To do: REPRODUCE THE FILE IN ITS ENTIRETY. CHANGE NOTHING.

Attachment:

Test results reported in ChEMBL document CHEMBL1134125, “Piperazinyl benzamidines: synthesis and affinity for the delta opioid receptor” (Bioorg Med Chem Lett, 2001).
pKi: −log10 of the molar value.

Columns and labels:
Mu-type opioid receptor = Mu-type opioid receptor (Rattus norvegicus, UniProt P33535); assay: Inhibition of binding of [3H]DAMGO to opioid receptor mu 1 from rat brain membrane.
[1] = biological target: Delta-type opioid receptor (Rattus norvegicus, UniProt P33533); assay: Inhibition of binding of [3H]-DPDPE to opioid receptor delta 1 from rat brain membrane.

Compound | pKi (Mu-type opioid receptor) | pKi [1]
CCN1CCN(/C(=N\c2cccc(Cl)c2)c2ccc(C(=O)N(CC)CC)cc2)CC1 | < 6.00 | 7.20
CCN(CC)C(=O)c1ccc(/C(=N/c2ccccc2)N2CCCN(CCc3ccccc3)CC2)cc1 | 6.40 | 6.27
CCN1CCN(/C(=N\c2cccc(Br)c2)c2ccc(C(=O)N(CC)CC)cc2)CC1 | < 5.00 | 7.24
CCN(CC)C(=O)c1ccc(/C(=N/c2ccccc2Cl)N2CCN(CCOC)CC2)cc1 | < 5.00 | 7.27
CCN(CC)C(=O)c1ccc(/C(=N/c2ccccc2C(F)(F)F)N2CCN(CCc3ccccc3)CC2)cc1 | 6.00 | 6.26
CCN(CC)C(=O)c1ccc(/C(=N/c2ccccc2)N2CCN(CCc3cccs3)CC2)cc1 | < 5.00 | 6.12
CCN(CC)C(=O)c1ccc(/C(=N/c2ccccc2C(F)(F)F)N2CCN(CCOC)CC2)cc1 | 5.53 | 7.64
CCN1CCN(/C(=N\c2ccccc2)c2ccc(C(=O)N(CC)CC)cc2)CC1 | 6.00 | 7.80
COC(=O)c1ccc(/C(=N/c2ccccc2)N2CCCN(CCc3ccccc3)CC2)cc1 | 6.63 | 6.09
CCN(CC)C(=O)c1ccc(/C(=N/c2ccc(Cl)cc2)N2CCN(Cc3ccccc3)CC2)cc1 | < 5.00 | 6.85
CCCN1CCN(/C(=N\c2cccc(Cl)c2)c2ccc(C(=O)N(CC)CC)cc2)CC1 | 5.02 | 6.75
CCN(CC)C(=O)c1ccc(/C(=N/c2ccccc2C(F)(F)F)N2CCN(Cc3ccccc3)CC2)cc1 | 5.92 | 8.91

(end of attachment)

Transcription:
Test results reported in ChEMBL document CHEMBL1134125, “Piperazinyl benzamidines: synthesis and affinity for the delta opioid receptor” (Bioorg Med Chem Lett, 2001).
pKi: −log10 of the molar value.

Columns and labels:
Mu-type opioid receptor = Mu-type opioid receptor (Rattus norvegicus, UniProt P33535); assay: Inhibition of binding of [3H]DAMGO to opioid receptor mu 1 from rat brain membrane.
[1] = biological target: Delta-type opioid receptor (Rattus norvegicus, UniProt P33533); assay: Inhibition of binding of [3H]-DPDPE to opioid receptor delta 1 from rat brain membrane.

Compound | pKi (Mu-type opioid receptor) | pKi [1]
CCN1CCN(/C(=N\c2cccc(Cl)c2)c2ccc(C(=O)N(CC)CC)cc2)CC1 | < 6.00 | 7.20
CCN(CC)C(=O)c1ccc(/C(=N/c2ccccc2)N2CCCN(CCc3ccccc3)CC2)cc1 | 6.40 | 6.27
CCN1CCN(/C(=N\c2cccc(Br)c2)c2ccc(C(=O)N(CC)CC)cc2)CC1 | < 5.00 | 7.24
CCN(CC)C(=O)c1ccc(/C(=N/c2ccccc2Cl)N2CCN(CCOC)CC2)cc1 | < 5.00 | 7.27
CCN(CC)C(=O)c1ccc(/C(=N/c2ccccc2C(F)(F)F)N2CCN(CCc3ccccc3)CC2)cc1 | 6.00 | 6.26
CCN(CC)C(=O)c1ccc(/C(=N/c2ccccc2)N2CCN(CCc3cccs3)CC2)cc1 | < 5.00 | 6.12
CCN(CC)C(=O)c1ccc(/C(=N/c2ccccc2C(F)(F)F)N2CCN(CCOC)CC2)cc1 | 5.53 | 7.64
CCN1CCN(/C(=N\c2ccccc2)c2ccc(C(=O)N(CC)CC)cc2)CC1 | 6.00 | 7.80
COC(=O)c1ccc(/C(=N/c2ccccc2)N2CCCN(CCc3ccccc3)CC2)cc1 | 6.63 | 6.09
CCN(CC)C(=O)c1ccc(/C(=N/c2ccc(Cl)cc2)N2CCN(Cc3ccccc3)CC2)cc1 | < 5.00 | 6.85
CCCN1CCN(/C(=N\c2cccc(Cl)c2)c2ccc(C(=O)N(CC)CC)cc2)CC1 | 5.02 | 6.75
CCN(CC)C(=O)c1ccc(/C(=N/c2ccccc2C(F)(F)F)N2CCN(Cc3ccccc3)CC2)cc1 | 5.92 | 8.91